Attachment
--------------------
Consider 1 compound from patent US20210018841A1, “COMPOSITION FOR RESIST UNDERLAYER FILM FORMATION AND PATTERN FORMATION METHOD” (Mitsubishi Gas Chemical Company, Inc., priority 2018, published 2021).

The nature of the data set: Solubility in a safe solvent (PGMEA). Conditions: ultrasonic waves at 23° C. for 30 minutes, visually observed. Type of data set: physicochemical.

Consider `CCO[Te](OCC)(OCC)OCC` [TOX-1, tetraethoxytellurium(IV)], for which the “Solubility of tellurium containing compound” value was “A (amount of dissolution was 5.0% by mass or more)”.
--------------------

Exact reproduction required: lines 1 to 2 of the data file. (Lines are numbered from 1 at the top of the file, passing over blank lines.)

Consider 1 compound from patent US20210018841A1, “COMPOSITION FOR RESIST UNDERLAYER FILM FORMATION AND PATTERN FORMATION METHOD” (Mitsubishi Gas Chemical Company, Inc., priority 2018, published 2021).

The nature of the data set: Solubility in a safe solvent (PGMEA). Conditions: ultrasonic waves at 23° C. for 30 minutes, visually observed. Type of data set: physicochemical.